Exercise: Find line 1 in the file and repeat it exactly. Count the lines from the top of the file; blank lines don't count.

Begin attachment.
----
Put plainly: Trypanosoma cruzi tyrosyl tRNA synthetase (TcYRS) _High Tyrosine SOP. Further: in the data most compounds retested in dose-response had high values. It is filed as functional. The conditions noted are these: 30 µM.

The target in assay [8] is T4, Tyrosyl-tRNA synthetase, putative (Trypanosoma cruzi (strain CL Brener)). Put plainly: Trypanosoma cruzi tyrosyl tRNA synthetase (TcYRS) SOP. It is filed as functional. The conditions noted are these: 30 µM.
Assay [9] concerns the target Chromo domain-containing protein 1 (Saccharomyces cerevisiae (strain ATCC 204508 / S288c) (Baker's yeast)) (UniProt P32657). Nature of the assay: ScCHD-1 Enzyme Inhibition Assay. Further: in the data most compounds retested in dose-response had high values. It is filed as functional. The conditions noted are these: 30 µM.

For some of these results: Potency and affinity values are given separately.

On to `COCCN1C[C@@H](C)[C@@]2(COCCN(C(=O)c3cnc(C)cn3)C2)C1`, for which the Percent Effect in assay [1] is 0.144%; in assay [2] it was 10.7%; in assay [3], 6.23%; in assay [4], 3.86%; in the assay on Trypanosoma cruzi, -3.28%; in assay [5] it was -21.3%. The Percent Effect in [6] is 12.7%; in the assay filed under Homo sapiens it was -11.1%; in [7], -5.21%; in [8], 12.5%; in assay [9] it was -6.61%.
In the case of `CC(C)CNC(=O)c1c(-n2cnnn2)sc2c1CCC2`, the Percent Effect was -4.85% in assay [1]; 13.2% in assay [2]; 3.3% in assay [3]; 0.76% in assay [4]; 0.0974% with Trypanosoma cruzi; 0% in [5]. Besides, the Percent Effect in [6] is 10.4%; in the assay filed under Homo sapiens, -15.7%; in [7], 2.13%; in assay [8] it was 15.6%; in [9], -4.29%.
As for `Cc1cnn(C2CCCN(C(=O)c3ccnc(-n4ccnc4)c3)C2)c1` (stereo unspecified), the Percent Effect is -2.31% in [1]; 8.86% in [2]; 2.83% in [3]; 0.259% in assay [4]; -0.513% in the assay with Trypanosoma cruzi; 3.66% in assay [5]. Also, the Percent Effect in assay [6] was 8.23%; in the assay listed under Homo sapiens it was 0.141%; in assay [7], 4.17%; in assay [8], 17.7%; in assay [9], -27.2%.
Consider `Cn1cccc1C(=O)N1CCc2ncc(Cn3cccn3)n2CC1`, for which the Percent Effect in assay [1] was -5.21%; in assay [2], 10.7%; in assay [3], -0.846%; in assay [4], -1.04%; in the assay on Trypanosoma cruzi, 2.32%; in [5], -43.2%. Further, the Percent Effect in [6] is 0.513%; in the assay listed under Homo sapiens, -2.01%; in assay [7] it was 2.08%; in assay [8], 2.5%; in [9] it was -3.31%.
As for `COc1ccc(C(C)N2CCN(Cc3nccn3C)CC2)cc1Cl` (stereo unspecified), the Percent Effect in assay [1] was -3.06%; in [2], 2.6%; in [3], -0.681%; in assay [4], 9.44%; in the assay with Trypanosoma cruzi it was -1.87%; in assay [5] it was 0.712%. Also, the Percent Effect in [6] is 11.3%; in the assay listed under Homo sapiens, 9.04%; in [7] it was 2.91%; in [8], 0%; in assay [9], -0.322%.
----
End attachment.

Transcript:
Put plainly: Trypanosoma cruzi tyrosyl tRNA synthetase (TcYRS) _High Tyrosine SOP. Further: in the data most compounds retested in dose-response had high values. It is filed as functional. The conditions noted are these: 30 µM.